How does multidistrict litigation work?

by cjadmin | January 18th, 2018

A typical MDL case follows five basic steps:

  1. The U.S. Judicial Panel on Multidistrict Litigation, a seven-member panel appointed by the chief justice of the U.S. Supreme Court, decides when federal civil lawsuits should be combined into an MDL.
  2. Lawsuits that meet the criteria of the MDL are transferred from the courts where they were originally filed.
  3. The judge presiding over the MDL consolidates pretrial procedures, allowing plaintiffs’ attorneys to maximize their resources and speed up the legal process.Procedures combined into one court during an MDL include:
    • Pretrial Motions
      Pretrial motions are legal documents or arguments that set limits for plaintiffs’ and defendants’ attorneys before trial.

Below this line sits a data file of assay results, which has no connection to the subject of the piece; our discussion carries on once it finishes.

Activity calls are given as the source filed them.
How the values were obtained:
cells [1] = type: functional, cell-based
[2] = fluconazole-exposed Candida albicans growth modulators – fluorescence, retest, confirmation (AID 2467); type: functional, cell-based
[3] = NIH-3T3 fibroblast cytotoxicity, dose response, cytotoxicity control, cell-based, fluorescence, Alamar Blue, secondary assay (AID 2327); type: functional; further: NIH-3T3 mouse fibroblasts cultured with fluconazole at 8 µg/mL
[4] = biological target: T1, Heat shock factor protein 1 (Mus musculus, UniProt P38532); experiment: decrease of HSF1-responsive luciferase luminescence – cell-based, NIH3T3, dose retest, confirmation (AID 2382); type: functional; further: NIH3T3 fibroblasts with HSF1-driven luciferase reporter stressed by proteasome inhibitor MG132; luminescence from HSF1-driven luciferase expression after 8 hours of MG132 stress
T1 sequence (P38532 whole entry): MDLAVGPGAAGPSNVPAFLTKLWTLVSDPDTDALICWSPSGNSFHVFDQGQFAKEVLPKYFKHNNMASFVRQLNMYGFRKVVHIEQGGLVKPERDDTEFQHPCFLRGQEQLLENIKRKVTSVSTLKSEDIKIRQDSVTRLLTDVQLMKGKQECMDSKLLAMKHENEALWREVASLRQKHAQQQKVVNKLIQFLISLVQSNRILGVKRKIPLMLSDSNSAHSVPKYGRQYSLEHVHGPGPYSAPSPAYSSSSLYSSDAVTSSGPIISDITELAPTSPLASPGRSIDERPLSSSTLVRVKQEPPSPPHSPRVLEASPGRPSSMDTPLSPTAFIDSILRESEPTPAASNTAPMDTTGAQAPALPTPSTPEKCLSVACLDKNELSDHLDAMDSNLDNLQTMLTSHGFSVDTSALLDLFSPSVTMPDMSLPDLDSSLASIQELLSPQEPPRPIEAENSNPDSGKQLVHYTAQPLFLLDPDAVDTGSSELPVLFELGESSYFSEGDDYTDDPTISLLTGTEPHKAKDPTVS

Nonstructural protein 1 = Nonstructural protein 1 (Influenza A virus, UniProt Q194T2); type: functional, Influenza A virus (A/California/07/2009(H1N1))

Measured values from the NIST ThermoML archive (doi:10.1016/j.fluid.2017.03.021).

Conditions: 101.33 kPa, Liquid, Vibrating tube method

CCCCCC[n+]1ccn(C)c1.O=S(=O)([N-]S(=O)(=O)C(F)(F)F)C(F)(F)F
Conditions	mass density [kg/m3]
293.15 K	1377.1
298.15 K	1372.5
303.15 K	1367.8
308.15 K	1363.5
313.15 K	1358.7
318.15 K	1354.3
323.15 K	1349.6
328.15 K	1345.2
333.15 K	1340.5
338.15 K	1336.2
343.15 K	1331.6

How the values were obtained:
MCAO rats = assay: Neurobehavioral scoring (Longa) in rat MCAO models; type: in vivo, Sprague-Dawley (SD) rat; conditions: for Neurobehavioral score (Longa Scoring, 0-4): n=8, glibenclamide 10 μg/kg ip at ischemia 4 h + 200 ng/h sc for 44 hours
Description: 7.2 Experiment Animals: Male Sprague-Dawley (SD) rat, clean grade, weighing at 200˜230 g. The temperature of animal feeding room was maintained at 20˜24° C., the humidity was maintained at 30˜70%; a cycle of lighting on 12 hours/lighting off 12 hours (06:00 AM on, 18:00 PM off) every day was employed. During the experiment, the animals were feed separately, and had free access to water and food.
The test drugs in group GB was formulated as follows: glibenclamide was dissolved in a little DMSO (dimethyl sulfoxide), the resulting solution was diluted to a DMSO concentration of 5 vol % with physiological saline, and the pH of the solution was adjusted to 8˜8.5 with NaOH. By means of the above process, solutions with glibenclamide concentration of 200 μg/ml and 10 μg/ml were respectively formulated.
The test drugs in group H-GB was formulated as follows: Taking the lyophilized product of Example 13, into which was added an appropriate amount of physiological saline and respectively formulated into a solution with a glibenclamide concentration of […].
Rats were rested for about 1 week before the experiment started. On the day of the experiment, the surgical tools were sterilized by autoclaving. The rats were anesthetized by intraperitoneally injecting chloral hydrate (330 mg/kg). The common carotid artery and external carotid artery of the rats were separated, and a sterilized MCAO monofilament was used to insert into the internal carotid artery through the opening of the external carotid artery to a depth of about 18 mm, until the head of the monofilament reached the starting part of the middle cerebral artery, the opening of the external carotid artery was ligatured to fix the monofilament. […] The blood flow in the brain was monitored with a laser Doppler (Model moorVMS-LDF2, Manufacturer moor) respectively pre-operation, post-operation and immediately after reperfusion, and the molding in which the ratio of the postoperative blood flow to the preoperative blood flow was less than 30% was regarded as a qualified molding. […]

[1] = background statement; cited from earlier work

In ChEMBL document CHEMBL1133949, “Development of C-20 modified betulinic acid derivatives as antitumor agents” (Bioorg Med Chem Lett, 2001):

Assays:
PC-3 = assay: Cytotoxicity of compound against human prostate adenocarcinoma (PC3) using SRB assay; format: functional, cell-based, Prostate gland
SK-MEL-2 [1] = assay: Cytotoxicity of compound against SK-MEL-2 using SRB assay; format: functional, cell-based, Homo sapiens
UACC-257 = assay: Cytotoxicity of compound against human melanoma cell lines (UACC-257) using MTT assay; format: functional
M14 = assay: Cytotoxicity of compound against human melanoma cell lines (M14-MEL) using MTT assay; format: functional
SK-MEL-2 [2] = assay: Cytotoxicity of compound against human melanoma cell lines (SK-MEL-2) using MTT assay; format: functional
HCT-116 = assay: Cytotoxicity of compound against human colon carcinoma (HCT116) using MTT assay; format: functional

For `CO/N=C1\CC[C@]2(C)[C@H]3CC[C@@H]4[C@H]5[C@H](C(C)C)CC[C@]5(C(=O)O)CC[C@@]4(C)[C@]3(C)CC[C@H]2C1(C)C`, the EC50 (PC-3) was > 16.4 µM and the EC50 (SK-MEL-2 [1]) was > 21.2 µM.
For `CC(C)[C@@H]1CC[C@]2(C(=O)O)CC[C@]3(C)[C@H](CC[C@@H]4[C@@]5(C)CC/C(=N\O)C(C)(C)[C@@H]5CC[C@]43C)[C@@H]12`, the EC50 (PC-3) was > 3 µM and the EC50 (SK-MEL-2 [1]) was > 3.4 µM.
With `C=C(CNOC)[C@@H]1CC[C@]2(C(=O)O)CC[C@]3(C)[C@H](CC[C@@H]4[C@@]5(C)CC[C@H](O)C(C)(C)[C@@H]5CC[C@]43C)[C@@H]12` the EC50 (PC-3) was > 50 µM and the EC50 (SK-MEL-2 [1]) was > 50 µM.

• Discovery
      Discovery allows both sides of the case to exchange evidence before trial, including official documents, medical records, witness informatiand depositions.
    • Settlement Conferences
      Settlement conferences allow both sides to strike a deal to resolve one or more MDL cases.
  4. An MDL settlement is reached based on each injury victim’s individual case. Factors such as age, date of injury, type of injury, and complications related to the injury may affect the amount of the settlement.
  5. If a settlement can’t be reached, individual MDL cases are sent back to the courts where they were originally filed for trial.

The drug injury lawyers at Ferrer, Poirot & Wansbrough handle MDL cases every day, and we’re here to protect your rights from the moment you contact us until the conclusion of your case.